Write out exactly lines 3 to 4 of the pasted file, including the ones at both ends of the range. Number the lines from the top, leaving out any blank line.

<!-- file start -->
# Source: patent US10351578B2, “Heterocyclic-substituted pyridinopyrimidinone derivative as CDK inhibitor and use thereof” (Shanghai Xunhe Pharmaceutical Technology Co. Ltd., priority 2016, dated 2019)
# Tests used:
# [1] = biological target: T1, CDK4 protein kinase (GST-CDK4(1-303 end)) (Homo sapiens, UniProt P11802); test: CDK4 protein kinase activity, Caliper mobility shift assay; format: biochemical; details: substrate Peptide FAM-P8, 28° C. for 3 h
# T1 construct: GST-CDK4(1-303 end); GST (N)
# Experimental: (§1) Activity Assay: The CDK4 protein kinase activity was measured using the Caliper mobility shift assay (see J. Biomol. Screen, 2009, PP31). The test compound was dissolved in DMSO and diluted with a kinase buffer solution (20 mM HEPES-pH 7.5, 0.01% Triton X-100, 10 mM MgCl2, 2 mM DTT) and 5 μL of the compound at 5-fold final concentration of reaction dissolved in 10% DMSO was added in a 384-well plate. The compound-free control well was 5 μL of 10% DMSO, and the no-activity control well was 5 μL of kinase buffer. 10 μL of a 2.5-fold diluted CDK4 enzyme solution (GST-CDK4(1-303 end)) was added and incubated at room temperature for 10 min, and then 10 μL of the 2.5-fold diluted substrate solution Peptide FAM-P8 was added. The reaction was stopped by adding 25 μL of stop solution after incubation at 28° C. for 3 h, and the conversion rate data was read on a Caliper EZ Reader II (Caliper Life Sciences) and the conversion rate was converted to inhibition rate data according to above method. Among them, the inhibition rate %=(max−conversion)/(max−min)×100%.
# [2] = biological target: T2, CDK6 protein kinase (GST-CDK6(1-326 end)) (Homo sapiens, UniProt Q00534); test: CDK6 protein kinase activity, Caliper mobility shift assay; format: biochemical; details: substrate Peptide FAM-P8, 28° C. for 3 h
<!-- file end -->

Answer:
# [1] = biological target: T1, CDK4 protein kinase (GST-CDK4(1-303 end)) (Homo sapiens, UniProt P11802); test: CDK4 protein kinase activity, Caliper mobility shift assay; format: biochemical; details: substrate Peptide FAM-P8, 28° C. for 3 h
# T1 construct: GST-CDK4(1-303 end); GST (N)